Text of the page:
Type 1 Diabetes: Living With the Disease - Topic Overview
Is this topic for you?
This topic provides
information for teens and their parents and for adults who have
type 1 diabetes. Before reading this topic, you may
want to read Type 1 Diabetes: Recently Diagnosed.
If this topic
does not answer your questions, see:
- Type 1 Diabetes, if you want to learn about type 1 diabetes but do not have
- Type 1 Diabetes: Recently Diagnosed, if
you have been told recently that you or your child has type 1 diabetes.
- Type 1 Diabetes: Children Living With the Disease, if
your child age 11 or younger has type 1 diabetes. Before reading this topic,
you may want to read Type 1 Diabetes: Recently Diagnosed.
- Type 1 Diabetes: Living With Complications, if you have complications such as
eye, kidney, heart, nerve, or blood vessel disease caused by diabetes.
What is type 1 diabetes, and what is it like to live with the disease?
Type 1 diabetes is a lifelong disease
that develops when the pancreas stops making
insulin. Your body needs insulin to let sugar
(glucose) move from the blood into the body's cells, where it can be used for
energy or stored for later use.
Everyone experiences type 1
diabetes differently. But the treatment is the same. You need to take insulin,
eat a balanced diet that spreads
carbohydrate throughout the day, and exercise. Part of
your daily routine also includes checking your blood sugar levels regularly, as
advised by your doctor.
The goal is to keep your blood sugar in a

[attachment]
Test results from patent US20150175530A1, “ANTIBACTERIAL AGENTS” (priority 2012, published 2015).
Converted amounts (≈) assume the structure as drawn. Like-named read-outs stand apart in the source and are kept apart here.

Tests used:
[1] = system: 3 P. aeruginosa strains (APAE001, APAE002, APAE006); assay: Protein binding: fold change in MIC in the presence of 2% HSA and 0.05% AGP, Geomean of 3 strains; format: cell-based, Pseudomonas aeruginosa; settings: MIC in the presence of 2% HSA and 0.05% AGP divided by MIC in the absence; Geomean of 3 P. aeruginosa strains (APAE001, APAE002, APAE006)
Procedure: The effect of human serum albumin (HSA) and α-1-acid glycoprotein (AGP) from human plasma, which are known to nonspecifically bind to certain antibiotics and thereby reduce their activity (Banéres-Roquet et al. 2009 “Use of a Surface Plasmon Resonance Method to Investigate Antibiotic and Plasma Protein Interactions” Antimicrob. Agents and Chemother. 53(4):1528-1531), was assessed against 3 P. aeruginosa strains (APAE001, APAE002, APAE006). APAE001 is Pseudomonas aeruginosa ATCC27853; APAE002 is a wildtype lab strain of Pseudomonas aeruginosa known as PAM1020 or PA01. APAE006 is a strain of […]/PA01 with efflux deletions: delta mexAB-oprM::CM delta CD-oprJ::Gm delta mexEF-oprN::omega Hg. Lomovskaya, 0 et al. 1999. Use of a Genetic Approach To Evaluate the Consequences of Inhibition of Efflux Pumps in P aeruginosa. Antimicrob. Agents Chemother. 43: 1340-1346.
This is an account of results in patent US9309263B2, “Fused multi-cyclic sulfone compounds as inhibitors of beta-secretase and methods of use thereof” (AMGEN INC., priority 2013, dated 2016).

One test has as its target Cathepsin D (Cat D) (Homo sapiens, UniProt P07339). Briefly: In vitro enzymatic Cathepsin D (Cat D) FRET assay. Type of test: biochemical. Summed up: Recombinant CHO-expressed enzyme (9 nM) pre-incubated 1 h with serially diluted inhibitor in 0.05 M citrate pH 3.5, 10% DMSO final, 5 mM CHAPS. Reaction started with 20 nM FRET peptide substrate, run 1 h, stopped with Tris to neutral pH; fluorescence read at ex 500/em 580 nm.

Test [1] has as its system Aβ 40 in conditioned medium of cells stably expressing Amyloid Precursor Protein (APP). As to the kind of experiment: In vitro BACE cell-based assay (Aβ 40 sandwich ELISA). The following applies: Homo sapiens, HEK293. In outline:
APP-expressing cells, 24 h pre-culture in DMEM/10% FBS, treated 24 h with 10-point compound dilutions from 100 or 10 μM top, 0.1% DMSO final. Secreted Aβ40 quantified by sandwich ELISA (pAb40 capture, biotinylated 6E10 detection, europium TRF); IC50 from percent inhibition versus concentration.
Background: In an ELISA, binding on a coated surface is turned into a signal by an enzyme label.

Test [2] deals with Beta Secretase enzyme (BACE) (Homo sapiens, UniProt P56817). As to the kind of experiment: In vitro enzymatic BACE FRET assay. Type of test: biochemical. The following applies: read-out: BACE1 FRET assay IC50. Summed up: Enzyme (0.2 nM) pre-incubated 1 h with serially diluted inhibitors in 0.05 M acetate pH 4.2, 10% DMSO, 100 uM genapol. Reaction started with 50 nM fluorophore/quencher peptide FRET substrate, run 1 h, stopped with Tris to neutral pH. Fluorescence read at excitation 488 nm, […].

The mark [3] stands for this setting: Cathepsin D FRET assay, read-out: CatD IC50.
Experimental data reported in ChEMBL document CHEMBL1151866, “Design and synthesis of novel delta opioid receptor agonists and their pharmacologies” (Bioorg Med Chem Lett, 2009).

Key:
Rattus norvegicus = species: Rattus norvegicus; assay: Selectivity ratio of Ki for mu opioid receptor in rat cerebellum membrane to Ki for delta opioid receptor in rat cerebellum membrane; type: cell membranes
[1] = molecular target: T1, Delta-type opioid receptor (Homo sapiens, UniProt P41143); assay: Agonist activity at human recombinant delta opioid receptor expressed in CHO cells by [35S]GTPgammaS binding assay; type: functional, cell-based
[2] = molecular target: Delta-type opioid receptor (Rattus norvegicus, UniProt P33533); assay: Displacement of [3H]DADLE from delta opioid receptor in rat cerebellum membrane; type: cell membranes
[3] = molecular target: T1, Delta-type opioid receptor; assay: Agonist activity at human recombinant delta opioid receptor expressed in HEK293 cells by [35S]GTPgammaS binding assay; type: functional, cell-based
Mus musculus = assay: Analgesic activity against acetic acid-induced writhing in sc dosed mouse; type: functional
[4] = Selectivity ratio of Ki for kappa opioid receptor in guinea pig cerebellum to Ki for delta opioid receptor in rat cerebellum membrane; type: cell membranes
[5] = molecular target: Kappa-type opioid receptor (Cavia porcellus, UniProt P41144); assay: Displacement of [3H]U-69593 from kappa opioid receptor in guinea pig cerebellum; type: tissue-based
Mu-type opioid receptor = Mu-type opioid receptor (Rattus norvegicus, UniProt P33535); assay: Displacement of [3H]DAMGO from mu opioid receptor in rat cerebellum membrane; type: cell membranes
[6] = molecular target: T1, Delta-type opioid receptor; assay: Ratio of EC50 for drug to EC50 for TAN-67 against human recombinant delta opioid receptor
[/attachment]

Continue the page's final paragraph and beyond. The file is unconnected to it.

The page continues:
target range. It is the best way
to reduce your chance of having more problems from diabetes. These are called
Taking care of your diabetes takes time and
energy every day. It is a big part of your life. But it will help you feel
better and may prevent, or at least delay, complications. If your teen has
diabetes, tight control of blood sugar levels may help prevent complications
from developing in early adulthood.
What symptoms do you need to watch for?
important to watch for signs of low and high blood sugar:
- Early symptoms of low
blood sugar are sweating, weakness, shakiness, and hunger. But your symptoms
may vary. After you have had diabetes for a long time, you may not notice these
symptoms anymore. Low blood sugar happens quickly. You can get low blood sugar
within 10 to 15 minutes after you exercise or take insulin without eating
- Early symptoms of high blood sugar
are increased thirst, increased urination, increased hunger, and blurred
vision. High blood sugar usually develops slowly over a few days or
Both low and high blood sugar can cause problems and need
to be treated. Check your blood sugar often during the day.
What are the complications of diabetes and their symptoms?